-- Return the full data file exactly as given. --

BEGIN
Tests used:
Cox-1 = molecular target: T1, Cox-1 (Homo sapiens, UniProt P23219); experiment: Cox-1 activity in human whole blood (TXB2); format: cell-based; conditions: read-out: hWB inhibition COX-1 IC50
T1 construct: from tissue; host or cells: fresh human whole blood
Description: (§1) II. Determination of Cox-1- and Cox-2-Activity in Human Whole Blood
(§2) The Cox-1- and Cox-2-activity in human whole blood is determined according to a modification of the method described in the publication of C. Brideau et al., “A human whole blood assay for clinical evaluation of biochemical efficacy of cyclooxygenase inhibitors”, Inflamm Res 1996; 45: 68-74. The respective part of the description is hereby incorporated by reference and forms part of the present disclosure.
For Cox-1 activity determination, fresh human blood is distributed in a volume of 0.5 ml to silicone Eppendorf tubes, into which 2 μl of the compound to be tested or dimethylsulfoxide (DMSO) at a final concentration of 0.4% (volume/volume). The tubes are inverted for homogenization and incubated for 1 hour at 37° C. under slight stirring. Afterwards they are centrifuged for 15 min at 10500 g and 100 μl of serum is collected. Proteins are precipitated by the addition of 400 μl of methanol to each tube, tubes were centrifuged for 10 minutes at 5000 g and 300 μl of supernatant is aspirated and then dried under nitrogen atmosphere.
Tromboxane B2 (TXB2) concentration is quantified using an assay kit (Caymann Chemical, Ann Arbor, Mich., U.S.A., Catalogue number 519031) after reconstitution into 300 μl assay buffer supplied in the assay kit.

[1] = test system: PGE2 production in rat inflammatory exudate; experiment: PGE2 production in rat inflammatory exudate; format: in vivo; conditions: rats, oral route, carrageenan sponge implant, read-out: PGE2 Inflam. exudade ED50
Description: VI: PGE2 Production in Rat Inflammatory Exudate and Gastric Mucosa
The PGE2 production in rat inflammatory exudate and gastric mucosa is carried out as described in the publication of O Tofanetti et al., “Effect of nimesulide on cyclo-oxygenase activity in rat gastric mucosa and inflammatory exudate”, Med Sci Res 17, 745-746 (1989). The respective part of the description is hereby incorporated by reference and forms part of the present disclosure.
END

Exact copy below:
Tests used:
Cox-1 = molecular target: T1, Cox-1 (Homo sapiens, UniProt P23219); experiment: Cox-1 activity in human whole blood (TXB2); format: cell-based; conditions: read-out: hWB inhibition COX-1 IC50
T1 construct: from tissue; host or cells: fresh human whole blood
Description: (§1) II. Determination of Cox-1- and Cox-2-Activity in Human Whole Blood
(§2) The Cox-1- and Cox-2-activity in human whole blood is determined according to a modification of the method described in the publication of C. Brideau et al., “A human whole blood assay for clinical evaluation of biochemical efficacy of cyclooxygenase inhibitors”, Inflamm Res 1996; 45: 68-74. The respective part of the description is hereby incorporated by reference and forms part of the present disclosure.
For Cox-1 activity determination, fresh human blood is distributed in a volume of 0.5 ml to silicone Eppendorf tubes, into which 2 μl of the compound to be tested or dimethylsulfoxide (DMSO) at a final concentration of 0.4% (volume/volume). The tubes are inverted for homogenization and incubated for 1 hour at 37° C. under slight stirring. Afterwards they are centrifuged for 15 min at 10500 g and 100 μl of serum is collected. Proteins are precipitated by the addition of 400 μl of methanol to each tube, tubes were centrifuged for 10 minutes at 5000 g and 300 μl of supernatant is aspirated and then dried under nitrogen atmosphere.
Tromboxane B2 (TXB2) concentration is quantified using an assay kit (Caymann Chemical, Ann Arbor, Mich., U.S.A., Catalogue number 519031) after reconstitution into 300 μl assay buffer supplied in the assay kit.

[1] = test system: PGE2 production in rat inflammatory exudate; experiment: PGE2 production in rat inflammatory exudate; format: in vivo; conditions: rats, oral route, carrageenan sponge implant, read-out: PGE2 Inflam. exudade ED50
Description: VI: PGE2 Production in Rat Inflammatory Exudate and Gastric Mucosa
The PGE2 production in rat inflammatory exudate and gastric mucosa is carried out as described in the publication of O Tofanetti et al., “Effect of nimesulide on cyclo-oxygenase activity in rat gastric mucosa and inflammatory exudate”, Med Sci Res 17, 745-746 (1989). The respective part of the description is hereby incorporated by reference and forms part of the present disclosure.